Martin (1992: 581):
Because coding orientations are variably realised, ideology will never be a question of this or that but one of more or less; and because these coding orientations distribute discursive power unevenly, there will always be semiotic tension in the community. The variable realisation of ideology provides the dynamic openness through which this tension can be resolved — it is a necessary condition for the system to evolve.
 This continues the confusion of variability in the linguistic realisation (semantic style) of one coding orientation with the different linguistic realisations (semantic variation) of different coding orientations; see earlier critique here.
 This continues the misconstrual of coding orientation as ideology; see earlier clarification here.
 Bernstein's coding orientations do not distribute (the undefined) "discursive power" — unevenly or evenly — and so this is not a cause of (the undefined) "semiotic tension in the community". The codes are different orientations to language by different social groups. Halliday (1978: 106):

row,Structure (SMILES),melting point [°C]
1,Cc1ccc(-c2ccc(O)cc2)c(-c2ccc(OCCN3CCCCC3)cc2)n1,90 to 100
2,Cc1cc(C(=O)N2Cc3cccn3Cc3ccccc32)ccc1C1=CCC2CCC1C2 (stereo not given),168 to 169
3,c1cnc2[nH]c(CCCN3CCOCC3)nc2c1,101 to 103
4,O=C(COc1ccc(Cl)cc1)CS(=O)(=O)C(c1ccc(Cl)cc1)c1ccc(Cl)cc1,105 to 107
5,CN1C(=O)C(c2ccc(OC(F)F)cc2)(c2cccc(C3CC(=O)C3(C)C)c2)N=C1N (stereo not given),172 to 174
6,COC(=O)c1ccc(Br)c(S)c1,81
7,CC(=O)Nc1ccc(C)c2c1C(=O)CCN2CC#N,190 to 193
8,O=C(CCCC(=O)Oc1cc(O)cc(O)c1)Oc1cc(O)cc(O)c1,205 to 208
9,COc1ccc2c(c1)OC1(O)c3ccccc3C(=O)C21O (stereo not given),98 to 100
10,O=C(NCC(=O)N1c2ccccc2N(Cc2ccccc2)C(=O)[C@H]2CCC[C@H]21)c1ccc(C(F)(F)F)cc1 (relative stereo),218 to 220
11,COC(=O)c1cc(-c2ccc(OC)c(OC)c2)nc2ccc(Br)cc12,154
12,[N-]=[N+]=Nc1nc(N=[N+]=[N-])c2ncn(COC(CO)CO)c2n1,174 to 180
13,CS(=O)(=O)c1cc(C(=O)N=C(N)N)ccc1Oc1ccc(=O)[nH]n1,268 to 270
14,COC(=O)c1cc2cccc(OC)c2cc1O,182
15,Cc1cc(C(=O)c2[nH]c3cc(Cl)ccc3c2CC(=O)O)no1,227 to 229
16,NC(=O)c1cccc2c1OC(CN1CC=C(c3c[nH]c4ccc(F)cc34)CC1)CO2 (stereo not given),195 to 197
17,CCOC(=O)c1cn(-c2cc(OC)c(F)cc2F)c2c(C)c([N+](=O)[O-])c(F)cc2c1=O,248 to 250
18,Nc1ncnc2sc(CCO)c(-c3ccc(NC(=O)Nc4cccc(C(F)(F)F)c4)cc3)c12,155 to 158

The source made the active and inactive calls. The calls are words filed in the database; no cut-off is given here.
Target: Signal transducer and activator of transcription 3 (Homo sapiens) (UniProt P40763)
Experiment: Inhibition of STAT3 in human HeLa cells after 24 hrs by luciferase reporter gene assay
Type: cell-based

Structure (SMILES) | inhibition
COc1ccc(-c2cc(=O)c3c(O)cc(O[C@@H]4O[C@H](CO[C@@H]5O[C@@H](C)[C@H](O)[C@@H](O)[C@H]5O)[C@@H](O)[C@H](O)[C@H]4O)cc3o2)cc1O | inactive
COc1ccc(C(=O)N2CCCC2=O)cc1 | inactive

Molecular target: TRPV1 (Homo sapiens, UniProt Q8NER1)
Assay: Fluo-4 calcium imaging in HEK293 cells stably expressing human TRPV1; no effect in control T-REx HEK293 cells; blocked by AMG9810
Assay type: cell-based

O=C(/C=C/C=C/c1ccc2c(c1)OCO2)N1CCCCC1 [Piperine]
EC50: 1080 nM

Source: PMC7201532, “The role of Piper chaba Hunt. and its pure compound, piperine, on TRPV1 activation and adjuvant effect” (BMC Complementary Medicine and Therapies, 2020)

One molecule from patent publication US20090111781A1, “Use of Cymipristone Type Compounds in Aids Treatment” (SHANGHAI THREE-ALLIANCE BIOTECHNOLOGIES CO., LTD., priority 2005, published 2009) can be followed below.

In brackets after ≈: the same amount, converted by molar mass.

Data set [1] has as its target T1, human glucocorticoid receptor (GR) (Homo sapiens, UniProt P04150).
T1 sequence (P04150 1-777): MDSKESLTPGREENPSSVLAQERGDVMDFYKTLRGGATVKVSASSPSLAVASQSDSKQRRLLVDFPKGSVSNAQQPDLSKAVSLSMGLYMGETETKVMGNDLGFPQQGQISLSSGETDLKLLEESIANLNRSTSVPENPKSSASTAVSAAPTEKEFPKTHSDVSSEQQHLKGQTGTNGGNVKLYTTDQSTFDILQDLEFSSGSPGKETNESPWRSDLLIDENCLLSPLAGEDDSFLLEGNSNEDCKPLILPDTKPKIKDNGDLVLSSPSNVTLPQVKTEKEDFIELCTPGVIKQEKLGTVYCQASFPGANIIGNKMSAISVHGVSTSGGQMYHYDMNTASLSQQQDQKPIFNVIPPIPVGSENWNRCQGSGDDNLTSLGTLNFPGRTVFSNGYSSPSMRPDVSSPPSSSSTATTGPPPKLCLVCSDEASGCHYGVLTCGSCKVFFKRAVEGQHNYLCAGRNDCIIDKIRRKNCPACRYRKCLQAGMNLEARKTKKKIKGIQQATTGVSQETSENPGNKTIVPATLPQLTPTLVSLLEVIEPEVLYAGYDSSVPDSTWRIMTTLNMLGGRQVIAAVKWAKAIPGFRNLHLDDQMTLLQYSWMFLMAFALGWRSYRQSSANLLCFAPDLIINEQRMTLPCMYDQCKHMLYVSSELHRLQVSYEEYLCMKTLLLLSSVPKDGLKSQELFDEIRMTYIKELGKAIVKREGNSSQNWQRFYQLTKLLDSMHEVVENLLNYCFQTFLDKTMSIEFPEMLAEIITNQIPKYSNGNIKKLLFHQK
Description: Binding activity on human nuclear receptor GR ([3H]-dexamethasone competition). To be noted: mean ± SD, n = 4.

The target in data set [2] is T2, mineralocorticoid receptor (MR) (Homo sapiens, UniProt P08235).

What Bernstein’s work suggests is that there may be differences in the relative orientation of different social groups towards the various functions of language in given contexts, and towards different areas of meaning that may be explored within a given function.
And these sub-cultural angles are functions of the social structure; Halliday (1978: 123):
This angle of vision is a function of the social structure. It reflects, in our society, the pattern of social hierarchy, and the resulting tensions between an egalitarian ideology and a hierarchical reality.
- it provides the dynamic openness through which semiotic tension can be resolved;
- it is a necessary condition for the system to evolve.
No evidence or argument is offered to support either of these bare assertions.